Recieved letter from an attorney on behalf of my previous landlord.

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Recieved letter from an attorney on behalf of my previous landlord.

I just received a letter from an attorney on behalf of my previous landlord stating that I took property from the premesis that did not belong to me when I moved a month ago and that she was going to file a police report and seek prosectuion against me in criminal courts. I did not take anything that did not belong to me. As a matter of fact i sold my furniture to the tenant who just moved into another apartment in the building so I would not have to move it. What can I do to prevent going to court and paying attorney fees I can not afford?

Asked on March 25, 2009 under Criminal Law, Illinois

Answers:

Robert Pellinen / Law Offices of Robert Pellinen

Answered 12 years ago | Contributor

An attorney or anybody else should not threaten anybody with the prosepect of criminal prosection if you don't ante up. In fact this could be a violation of the Rules of Professional Conduct. For example, if an attorney wrote another attorney with a letter like the one you received he could be sanctioned by the state bar association for threating legal or administration reprisals if you don't settle with him.  It isn't the landlord who makes the determination whether to prosecute your or not, it's the People of Illinois. There are many procedural details that the government must do before filing a criminal complaint against you; and if it's a misdemeanor the offense must be committed in the presence of a police officer or the "victim" must make a citizen's arrest.  If it's a felony an arrest warrant must be issued by a magistrate or judge based on the government's representation that you are guilty of a felony. The important thing now is not to discuss this case with the police or anyone else except an attorney.  It cannot help you.  Nobody gets convicted because they exercised their constitutional right to remain silent--the Fifth Amendment. I think a letter to the attorney who wrote the letter and citing the applicable rule of professional conduct will shut him up.  It is almost like extortion or blackmail.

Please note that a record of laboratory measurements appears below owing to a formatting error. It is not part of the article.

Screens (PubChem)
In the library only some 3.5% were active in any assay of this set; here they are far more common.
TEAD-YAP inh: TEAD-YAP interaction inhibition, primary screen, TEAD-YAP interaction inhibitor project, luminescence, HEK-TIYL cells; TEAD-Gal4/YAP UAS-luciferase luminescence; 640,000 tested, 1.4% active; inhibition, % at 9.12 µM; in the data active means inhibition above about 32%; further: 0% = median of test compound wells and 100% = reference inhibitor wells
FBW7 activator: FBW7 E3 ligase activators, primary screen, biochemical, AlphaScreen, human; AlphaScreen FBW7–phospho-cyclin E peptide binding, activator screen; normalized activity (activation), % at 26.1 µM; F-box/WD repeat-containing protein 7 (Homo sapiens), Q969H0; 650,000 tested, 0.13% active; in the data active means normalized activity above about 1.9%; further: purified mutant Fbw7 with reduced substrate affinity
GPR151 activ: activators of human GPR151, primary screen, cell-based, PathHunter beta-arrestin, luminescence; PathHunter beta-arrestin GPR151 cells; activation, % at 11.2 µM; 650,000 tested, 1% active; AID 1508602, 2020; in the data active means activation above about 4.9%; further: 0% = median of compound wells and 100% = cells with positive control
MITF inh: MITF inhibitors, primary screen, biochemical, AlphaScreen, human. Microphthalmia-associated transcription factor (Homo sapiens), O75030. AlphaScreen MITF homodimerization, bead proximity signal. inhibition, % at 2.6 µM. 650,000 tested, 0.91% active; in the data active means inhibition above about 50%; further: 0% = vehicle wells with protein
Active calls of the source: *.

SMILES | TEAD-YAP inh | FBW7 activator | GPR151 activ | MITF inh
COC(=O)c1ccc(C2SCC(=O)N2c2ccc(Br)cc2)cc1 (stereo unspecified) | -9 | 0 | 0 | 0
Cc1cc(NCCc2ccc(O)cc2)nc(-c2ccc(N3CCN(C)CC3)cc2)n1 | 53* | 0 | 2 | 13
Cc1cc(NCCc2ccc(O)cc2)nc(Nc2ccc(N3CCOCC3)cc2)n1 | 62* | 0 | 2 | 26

I hope this information is helpful to you.


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